Distractions in Operating Room Lead to Increased Errors
A study of what goes on in the operating room during common surgical procedures reveals that a variety of frequent distractions can cause doctors—especially younger less experienced surgeons—to make significant errors that can put patient’s lives and health at risk amounting to medical malpractice.
Among the newer surgeons, fresh out of medical school or relatively recent graduates—those between the ages of 27 and 35, around 44 percent of them were found to be making such mistakes when distracted by questions, noise or a number of other distractions purposely interposed during an operation simulation. What researchers did was have a phone ring at a critical moment, or have another member of the operating room drop a tray or medical instrument. Researchers found that having another person in the operating room ask the doctor a question about some other patient resulted in the highest number of errors.
Such incidents are commonplace, and possibly impossible to entirely avoid in the operating room. One thing that also tends to occur is that others in the operating room, when a doctor is distracted from the task at hand by a question, may interpret the momentary loss of focus and concentration as a signal to essentially take an unscheduled break and engage in side chatter about their upcoming social plans or a recent television program, causing yet more distraction for the surgeon.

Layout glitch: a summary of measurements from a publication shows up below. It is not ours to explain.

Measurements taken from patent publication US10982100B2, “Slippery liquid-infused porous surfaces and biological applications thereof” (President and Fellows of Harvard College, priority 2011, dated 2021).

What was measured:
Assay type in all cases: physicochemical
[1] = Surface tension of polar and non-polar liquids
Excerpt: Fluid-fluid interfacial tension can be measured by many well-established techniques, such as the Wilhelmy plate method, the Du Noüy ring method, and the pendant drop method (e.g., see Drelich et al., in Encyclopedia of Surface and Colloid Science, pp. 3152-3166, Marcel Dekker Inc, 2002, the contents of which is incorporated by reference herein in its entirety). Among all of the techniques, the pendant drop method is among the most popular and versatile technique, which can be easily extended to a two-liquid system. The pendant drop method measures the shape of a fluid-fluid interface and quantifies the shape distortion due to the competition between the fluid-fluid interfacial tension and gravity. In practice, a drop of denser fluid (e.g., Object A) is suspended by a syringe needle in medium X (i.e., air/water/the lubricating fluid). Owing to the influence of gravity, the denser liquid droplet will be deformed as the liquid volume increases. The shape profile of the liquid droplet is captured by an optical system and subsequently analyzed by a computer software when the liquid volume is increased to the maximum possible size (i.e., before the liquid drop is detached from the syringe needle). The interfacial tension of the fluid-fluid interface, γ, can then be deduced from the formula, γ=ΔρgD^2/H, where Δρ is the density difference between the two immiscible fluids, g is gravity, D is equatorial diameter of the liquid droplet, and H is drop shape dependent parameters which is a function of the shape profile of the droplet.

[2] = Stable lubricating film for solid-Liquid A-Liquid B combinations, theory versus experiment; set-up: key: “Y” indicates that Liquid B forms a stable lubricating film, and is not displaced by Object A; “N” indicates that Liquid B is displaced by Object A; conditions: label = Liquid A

It may be of interest to those facing the prospect of surgery to be aware that the study also revealed that a larger number of distracted surgical errors occurred in afternoon surgery, with the malpractice committed then more frequently of the type that causes injuries to arteries and ducts, damage to vital organs, or risks of death.
The study was summarized in a recent article in the peer-reviewed medical journal Archives of Surgery. It details how researchers determined to study the impact of distractions in the operating room created a “virtual reality” simulation of an operation to remove a patient’s gall bladder, a procedure fraught with danger if the surgeon does not approach the task with care and focus.
It is by no means the case that older doctors performing surgery are totally immune from the possibility of making dangerous mistakes when distracted in the operating room. But many of them have better learned through experience how to deal with distractions without harming a patient in a serious manner. The study primarily involved an examination of surgical residents in their second or third year of residency or those in the midst of an additional year of residency focused on research.
When a surgical conference heard a presentation on the research results, few of the seasoned surgeons present found the results at all startling. It is hoped, however, that by making both younger and more experienced surgeons more consciously aware of the potential consequences of distractions in the operating room, they can be more on guard about their reactions. Other medical personnel in the operating room such as nurses, assistants and anesthesiologists, will hopefully also come to realize that turning off cell phones and avoiding extraneous chit-chat during surgery can help save lives.